How can we unite together as a church? How can we break the walls of racial segregation in our local church? Let's start opening up this conversation. Honestly until we are able to have healthy productive conversations where neither side is predicting what the other will say, maybe we can move forward. Until we come to the table and lay our swords and daggers down, nothing will change. Remember the church has always been in the thick of controversy. This situation should not be any different. I want to work with others that desire to see change in our communities and churches. I want us to unite together instead of focusing on tearing each other apart. I have found that social media makes it way to easy to let our typed our words be used as daggers to hurt one another. Can we try for once to evaluate our typed words as well as the ones spoken? They are just as powerful. I believe we will have to account for them too.

 (Photo by Scott Olson/Getty Images)

There are several things the African-American community is doing to actively better our communities around the U.S. and I pray these initiatives last and we see true change in my generation and the ones behind me. Despite having disadvantages that does not condone crime nor does it give people the right to murder over petty crime. This is a pivotal time for the African-American's to see change in their communities and push for a well-balanced local government. What Antonio French is doing with #HealSTL and registering young people to vote is huge. I hope this situation has encouraged young people to find their voice and to understand that their voice matters and their lives matter. I hope this situation has awakened black youth and that they realize their true value to society. I believe in black youth. 

Here is what I plan to do:

  • Join with other churches who will assist in providing relief and aid to the community/churches of Ferguson
  • Join a local organization that focuses on the empowerment/education of African-Americans in the community
  • Mentor African American Youth
  • Join in conversation with churches and individuals about racial reconciliation and be apart of building a bridge
  • Keep the conversation going: Silence will not bring about change

Growing up I did not focus on racial differences. I was taught to love people, all people. Even when injustice occurred around me, I was taught to stand strong. I love different cultures. My friends are very diverse. I love having friends of different cultures. There is so much I learn from our open conversations. If more people were open to talking, less hatred would exist today. Until you are open to talking to me about my culture and heritage in a kind manner, please do not expect me to be happy when I see comments that are clearly racist. It is hurtful and disappointing. I have cried enough over the senseless and hateful comments people have made about the black community. So I plead with you, come to the table ready to listen. I too am coming to the table with an open heart and an open mind.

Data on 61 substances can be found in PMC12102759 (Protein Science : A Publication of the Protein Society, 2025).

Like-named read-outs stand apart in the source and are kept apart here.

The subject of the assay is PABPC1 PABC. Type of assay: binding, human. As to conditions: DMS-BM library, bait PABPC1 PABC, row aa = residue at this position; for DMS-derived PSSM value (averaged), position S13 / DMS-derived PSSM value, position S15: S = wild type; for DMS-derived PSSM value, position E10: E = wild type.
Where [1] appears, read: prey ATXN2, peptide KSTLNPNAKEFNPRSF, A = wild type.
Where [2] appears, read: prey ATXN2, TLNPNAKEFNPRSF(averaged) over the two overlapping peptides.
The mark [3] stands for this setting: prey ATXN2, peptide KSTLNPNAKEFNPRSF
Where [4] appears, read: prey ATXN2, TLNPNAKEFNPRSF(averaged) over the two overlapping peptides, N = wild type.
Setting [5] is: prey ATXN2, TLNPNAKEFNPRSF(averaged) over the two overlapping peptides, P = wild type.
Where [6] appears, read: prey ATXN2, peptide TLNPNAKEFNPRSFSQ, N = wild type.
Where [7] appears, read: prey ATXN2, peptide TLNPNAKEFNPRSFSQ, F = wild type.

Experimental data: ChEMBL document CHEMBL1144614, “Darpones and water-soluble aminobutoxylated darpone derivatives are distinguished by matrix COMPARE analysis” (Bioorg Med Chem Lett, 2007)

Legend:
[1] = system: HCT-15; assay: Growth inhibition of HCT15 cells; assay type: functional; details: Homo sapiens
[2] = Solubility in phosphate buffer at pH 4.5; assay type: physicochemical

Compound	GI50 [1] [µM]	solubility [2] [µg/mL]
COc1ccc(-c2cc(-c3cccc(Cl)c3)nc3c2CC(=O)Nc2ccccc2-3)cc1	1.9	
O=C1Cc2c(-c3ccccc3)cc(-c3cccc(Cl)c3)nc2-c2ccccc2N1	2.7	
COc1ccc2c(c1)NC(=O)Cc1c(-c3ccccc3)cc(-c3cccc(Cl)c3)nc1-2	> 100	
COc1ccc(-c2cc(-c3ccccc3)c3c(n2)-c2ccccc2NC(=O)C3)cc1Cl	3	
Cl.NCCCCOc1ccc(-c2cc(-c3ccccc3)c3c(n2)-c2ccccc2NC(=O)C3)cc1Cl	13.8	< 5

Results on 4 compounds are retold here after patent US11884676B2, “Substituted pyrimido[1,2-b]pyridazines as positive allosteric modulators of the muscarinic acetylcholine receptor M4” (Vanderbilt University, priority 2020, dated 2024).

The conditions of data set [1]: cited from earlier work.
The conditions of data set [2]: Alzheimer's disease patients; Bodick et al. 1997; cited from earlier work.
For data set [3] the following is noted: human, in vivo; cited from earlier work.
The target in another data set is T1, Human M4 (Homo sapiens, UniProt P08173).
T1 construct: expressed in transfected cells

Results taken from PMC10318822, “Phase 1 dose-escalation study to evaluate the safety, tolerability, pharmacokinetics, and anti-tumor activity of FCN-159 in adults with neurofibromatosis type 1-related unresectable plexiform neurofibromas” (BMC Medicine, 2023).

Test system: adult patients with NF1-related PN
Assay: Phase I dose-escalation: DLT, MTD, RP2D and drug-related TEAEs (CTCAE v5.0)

I love being Black. I love my natural hair. I love my community. I am educated and I have a successful career. I vote and pay my taxes. I think we have some work and growing to do as a people but I will play a part in changing the narrative that has been written for African-American's in the US. If you are reading this and you are working to bring reconciliation amongst your church, let's talk together. I do not have all the answers but I want to hear from other people and church leaders actively seeking to unite their congregations.

Before leaving this blog post please watch this video:

[youtube https://www.youtube.com/watch?v=GNhcY6fTyBM&w=560&h=315]

 

Resources and articles I found helpful:

White Brother Shot Black Man

Kristen Howerton

Gospel Coalition

Matt Chandler 

Jennie Allen- To My White People

How To Deal With Racist Reactions to Ferguson

IS IT “GOODBYE EVANGELICALISM” OR “WE JOIN YOU IN YOUR SUFFERING”?'

A Cop's take on Ferguson

 

I Didn't Run Away

In jr. high I had a conflict with this girl at church. There was so much drama surrounding it. I hated it. I hated facing my "giants" as my mom would call it. If an issue has occurred with someone, I would rather go away, take some time off, or not see them anymore. My mom used to let me sneak away for little trips to get away until she realized I was avoiding the people that hurt me. So she stopped letting me run away and taught me to stand firm. This was so hard for me. Didn't she understand that I had been wronged and I did not want to see these people EVER again? She understood alright, she knew if I let fear take root in my heart, I would not be able to face bigger "giants" in the years to come. 

Fast forward to now, I have had a huge giant to face. As much as I've tried to hold my feelings and emotions at bay- they were real and very raw. I tried to avoid any and all confrontation. I can handle confrontation if I have to but I never go looking for it, especially when it relates to me. I am a lover of people, if you are in my family or my close friend, I am loyal to the death. That is just who I am. I passionately love people. This is a great character trait but it also makes me really vulnerable to being hurt. No one really enjoy's feeling pain. It sucks. 

I had two options: show up and stay present or drop out all together. I decided to show up, even though I was dragging my feet to the starting line, I made it with tears in my eyes. I started running with tears falling and decided to lift others up along the way. As I reached the finish line, I was able to look back and see that I faced my "GIANTS" and I faced them with kindness, love, and generosity. I did it because while I was running, others were running with me and cheering me on. I did not retreat to my bedroom at home or read a book- my people would not allow me to do that. I showed up ready to face my fears. Ready to forgive those who hurt me and love them. 

I was able to do it. This was such a huge moment for me. It was a win in my book. It meant that I conquered another area where I was fearful. I learned what keeps me from addressing my fears is me. I can be my own worst enemy. So now instead of believing that I cannot keep going or that I need to avoid pain at all cost, I keep showing up to the starting line. If I start with dry eyes or with tears, I will start. If I finish with my feet hurting, body in pain, or my breathing heavy, I will still finish. I won't let my pain keep me from showing up and living my life. I will keep running and I will not stop.